On the first play of the two-minute drill, Eli Manning threw down the field to tight end Brandon Myers, who caught the ball for what likely would have been a 69-yard score. Coughlin would have preferred to run a few more plays, but had to concede that wasn’t practical.
“That’s not supposed to (end on one play),” Coughlin said. “I’m trying to do the drill and get all we can out of it, but we’ll do it again.”
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“Yeah, but there’s two sides to that way,” he said. “What is the objective? The objective is to get the ball to a certain point for a field goal. They got it there, so now what am I going to do? Change the objective? Change the game? Change the rules? I don’t usually do that.”
For Myers, it was a big practice moment. He caught 79 passes for the Oakland Raiders last season, but is still learning the nuances of the Giants’ offense and where Manning wants him to be. He hopes their end-of-practice connection is a sign of things to come.
“Well, it’s about time I get that read right,” Myers said. “I had the same play, actually, earlier in practice and I got it wrong. It’s just one of those things that take time to kind of get used to it and luckily we were both on the same page and he found me.”
Is the play indicative of what Myers can bring to the offense?
“I hope so,” Coughlin said. “Nice adjustment. When (Eli) threw it, he threw it obviously where the defender wasn’t, which made him really make a very...I thought it was a radical adjustment because of the wind and he made the catch there. It was good. Better yet though, he reacted the way he should react as he read the coverage.”
Myers believes the play will help hasten the process of getting in sync with Manning.
“Every day that’s the goal, to grow in the offense and then grow in the understanding of each other and what we’re thinking,” Myers said. “Once you get that chemistry, it’s pretty special. You can, if he’s in a bind or something like that, he knows that you’re going to be where you’re supposed to be and make the right read.”
The big play was particularly significant to Myers because it came at the end of practice.
“Coach always talks about finishing strong, either in the weight room, the meetings or in practice,” Myers said. “Obviously, we have a lot of work to do, not just me. I actually have a lot of work to do, but as a team, you know, he just says, ‘Keep finishing strong.’ It obviously feels good to finish practice like that.”
*Coughlin was still excited today about his visit to Canton, Ohio for yesterday’s Pro Football Hall of Fame induction ceremony. He traveled there yesterday to support his friend, former Giants coach Bill Parcells, who was one of those enshrined. But he was also moved by the speeches of the players who were honored – Jonathan Ogden, Dave Robinson, Larry Allen, Curly Culp, Cris Carter and Warren Sapp.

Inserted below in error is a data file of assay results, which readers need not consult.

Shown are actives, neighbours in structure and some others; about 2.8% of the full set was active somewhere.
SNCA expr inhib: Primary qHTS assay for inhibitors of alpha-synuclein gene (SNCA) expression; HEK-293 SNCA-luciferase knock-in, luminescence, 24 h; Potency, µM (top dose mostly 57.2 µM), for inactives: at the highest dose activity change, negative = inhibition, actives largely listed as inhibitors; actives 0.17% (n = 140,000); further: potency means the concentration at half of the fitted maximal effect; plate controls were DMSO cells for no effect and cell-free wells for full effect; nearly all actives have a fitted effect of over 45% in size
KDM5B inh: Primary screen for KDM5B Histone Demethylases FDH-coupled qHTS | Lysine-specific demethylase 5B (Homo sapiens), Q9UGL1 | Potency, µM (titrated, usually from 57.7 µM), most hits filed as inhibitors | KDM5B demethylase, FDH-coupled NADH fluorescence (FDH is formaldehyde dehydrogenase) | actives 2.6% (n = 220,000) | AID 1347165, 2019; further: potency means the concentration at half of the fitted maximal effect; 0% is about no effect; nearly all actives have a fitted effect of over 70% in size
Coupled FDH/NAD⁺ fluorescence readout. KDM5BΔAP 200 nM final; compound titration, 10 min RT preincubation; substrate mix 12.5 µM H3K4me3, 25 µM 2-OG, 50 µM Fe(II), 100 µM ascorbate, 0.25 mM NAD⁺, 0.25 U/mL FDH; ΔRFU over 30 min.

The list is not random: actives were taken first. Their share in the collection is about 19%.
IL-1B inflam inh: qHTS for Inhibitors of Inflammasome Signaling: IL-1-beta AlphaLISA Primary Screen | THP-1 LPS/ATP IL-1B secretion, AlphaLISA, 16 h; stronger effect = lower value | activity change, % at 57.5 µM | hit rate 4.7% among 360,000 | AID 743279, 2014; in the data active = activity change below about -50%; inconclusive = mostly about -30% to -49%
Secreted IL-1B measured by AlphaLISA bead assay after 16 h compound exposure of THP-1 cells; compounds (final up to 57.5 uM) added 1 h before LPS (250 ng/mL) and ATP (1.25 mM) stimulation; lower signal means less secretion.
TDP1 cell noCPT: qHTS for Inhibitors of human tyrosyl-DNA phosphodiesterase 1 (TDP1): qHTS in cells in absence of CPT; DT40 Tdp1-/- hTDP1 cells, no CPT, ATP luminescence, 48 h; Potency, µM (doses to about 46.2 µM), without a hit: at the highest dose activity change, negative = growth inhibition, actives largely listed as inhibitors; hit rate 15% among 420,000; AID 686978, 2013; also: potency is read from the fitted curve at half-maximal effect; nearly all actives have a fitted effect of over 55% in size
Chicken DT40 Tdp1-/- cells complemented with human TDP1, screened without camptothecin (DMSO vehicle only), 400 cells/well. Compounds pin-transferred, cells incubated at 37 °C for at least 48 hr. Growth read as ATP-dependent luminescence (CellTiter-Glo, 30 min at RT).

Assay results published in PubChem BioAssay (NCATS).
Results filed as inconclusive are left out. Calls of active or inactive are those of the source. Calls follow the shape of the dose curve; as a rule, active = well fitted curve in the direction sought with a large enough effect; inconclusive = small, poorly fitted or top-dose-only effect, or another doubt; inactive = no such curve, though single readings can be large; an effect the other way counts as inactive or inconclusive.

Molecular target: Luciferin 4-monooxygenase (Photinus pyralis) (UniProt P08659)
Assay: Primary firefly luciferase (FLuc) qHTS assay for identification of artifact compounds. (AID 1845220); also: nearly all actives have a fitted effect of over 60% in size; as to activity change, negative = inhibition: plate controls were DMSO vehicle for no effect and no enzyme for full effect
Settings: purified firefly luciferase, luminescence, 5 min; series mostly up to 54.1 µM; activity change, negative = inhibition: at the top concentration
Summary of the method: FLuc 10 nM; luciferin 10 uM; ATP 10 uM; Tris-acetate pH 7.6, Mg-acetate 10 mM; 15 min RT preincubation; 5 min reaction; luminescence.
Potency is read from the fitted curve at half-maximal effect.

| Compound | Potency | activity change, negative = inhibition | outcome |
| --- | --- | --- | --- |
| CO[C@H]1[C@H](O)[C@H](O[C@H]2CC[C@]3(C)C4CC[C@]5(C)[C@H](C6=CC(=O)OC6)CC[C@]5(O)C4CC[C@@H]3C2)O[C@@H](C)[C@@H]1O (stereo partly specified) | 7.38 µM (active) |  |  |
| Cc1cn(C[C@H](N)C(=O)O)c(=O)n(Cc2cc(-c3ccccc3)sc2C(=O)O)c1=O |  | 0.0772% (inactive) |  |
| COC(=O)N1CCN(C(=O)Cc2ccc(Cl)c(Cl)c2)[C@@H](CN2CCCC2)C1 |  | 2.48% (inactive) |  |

“It was a very, very good experience from the standpoint that, you know when you listen to the honorees, those who have been inducted, their discussions are very much in recognition not only of their own ability, but all those who have contributed to their being in that spot,” Coughlin said. “When you talk about that, you’re talking about someone who becomes more and more humble as he talks about this wonderful honor. That, to me, was huge, because our game is the greatest game of all, but it takes 11, okay. No one person does it all by himself. The more you understand that, the more you have the opportunity to understand when it comes time, when this tremendous honor comes to these players and coaches etc. who are inducted, they take the time to thank those along the way and in so doing they really do grasp the idea that you can’t possibly do it alone, you have to be able to - there are others that contribute along the way.
“You listen to the players and they talk about their coaches. They talk about people who have mentored them. Larry Allen talked about being mentored by different offensive linemen. And you also understand the emotion, the tremendous emotion. When you listen to Cris Carter, or to Warren Sapp, toward the end of the evening there, they were really emotional. They were very emotional about being able to be there and to receive this incredible honor, so I thought that was great.”
Coughlin very much enjoyed Parcells’ speech, particularly the segment about bringing together players from a variety of environments and backgrounds and bringing them together so they work toward a common goal.
“What he did at the end when he talked about the locker room, that was a huge message there,” Coughlin said. “Not only for athletics, for life, for the world that we live in. You know, you have all different kinds of guys from all different backgrounds, all different races and creeds, and they come together and the one thing that works is if everybody’s there for the same purpose, for the common good. I thought that was a very, very good statement. He went further when he talked about the dark side, when you had the pockets of people in that situation in the locker room that won’t let things progress because they’re constantly pointing the blame at somebody else rather than right back where it should be. So I thought it was a good experience.”
*Wide receiver Hakeem Nicks (groin) and cornerback Corey Webster (groin) again missed practice, though Nicks did some running and pass catching drills with the training staff on the side.
*First-round draft choice Justin Pugh remains sidelined with a concussion, though he did visit the practice field.
“He felt a little better,” Coughlin said. “He came out and just really observed. Hopefully, he will come along.”
*The players are off tomorrow. The Giants’ next practice is scheduled for Tuesday at 1:30 p.m.